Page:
score:2

Accepted answer

Yes. You could use the curiously recurring template pattern, define EntityTable : CustomBaseTable<EntityTable>, and, thus, have EntityTable available as a generic parameter. Here is a minimal example (fiddle):

using System;
using System.Linq.Expressions;
                    
public class Program
{
    public static void Main()
    {
        var Value1 = "value1";
        var z_objEntity = new EntityTable();
            
        z_objEntity.CustomWhere1(t => t.Field1 == Value1); // compiles!
    }
    
    public class CustomBaseTable<T>
    {
         public void CustomWhere1(Expression<Func<T, bool>> p_expWhereClause)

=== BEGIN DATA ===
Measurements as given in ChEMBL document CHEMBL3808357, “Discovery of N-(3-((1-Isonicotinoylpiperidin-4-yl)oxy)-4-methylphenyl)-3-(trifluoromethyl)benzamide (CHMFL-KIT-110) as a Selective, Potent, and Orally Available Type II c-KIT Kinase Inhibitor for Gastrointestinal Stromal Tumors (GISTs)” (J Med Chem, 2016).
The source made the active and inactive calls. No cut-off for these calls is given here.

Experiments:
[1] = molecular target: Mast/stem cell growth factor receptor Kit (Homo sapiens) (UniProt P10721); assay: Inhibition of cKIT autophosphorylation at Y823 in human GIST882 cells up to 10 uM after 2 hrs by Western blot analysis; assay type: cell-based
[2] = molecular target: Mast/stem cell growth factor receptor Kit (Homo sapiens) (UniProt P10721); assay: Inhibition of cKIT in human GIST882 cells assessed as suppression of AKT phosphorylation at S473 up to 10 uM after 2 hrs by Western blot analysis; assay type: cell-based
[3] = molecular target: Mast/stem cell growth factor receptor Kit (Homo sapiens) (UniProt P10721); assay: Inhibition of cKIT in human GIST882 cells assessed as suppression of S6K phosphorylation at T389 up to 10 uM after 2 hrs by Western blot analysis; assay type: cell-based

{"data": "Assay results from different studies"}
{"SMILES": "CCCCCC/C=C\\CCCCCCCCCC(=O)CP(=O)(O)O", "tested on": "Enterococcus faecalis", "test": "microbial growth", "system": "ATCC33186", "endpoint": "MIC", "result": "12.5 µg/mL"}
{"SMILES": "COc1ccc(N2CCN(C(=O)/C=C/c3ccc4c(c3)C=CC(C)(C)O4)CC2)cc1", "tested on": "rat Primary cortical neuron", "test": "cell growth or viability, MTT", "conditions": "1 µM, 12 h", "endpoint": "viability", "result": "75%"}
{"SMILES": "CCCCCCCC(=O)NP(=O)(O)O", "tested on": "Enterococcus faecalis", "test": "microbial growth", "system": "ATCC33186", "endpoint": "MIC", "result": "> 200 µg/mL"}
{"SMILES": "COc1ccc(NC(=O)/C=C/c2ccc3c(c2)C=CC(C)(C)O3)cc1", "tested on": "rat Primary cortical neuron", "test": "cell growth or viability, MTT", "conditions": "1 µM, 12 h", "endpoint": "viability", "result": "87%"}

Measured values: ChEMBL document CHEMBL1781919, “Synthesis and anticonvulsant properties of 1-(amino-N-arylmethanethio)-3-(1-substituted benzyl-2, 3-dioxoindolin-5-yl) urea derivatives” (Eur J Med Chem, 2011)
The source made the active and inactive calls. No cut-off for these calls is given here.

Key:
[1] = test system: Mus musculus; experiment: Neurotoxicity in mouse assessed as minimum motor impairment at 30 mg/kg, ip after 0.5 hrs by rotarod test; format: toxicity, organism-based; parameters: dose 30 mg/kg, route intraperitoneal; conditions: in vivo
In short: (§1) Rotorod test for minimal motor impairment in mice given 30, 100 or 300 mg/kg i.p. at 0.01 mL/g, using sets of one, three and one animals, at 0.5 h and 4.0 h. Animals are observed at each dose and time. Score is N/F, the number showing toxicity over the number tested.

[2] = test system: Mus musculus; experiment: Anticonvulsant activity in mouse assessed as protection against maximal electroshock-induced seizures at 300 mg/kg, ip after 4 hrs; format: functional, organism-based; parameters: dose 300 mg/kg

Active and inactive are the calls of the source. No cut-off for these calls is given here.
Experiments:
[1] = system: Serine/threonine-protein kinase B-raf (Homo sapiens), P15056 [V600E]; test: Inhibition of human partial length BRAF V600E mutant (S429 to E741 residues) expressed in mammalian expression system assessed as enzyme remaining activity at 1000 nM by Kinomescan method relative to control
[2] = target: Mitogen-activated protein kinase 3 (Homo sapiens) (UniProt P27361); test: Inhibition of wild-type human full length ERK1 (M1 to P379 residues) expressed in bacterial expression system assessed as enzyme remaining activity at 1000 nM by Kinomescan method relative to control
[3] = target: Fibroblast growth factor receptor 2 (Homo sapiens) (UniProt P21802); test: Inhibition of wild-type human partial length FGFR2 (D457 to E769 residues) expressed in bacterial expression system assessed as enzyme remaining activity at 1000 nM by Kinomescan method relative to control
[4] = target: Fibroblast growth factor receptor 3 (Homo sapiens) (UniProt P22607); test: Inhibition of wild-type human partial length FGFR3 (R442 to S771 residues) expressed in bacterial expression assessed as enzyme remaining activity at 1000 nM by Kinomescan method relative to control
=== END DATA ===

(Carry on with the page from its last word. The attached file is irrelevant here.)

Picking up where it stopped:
{ 
             throw new NotImplementedException();
         }
    }
    
    public class EntityTable : CustomBaseTable<EntityTable>
    {
        public string Field1 { get; set; }
    }
}

That having been said, I do believe that the extension class is the simplest solution for your problem.


CustomWhere3 neatly avoid both flaws, but apparently requires creating a separate extension class. I'll go with it if I need to, but I fail to see why it's needed.

It's needed because you

  • want to define CustomWhere in your base class,
  • CustomWhere has a parameter whose type depends on the concrete derived class, and
  • C# does not (yet) have a "this" type.

Thus, we either need to

  • make the derived class available to the base class (which is what the code in my answer does) or
  • define CustomWhere somewhere else (which is what your extension method example CustomWhere3 does).

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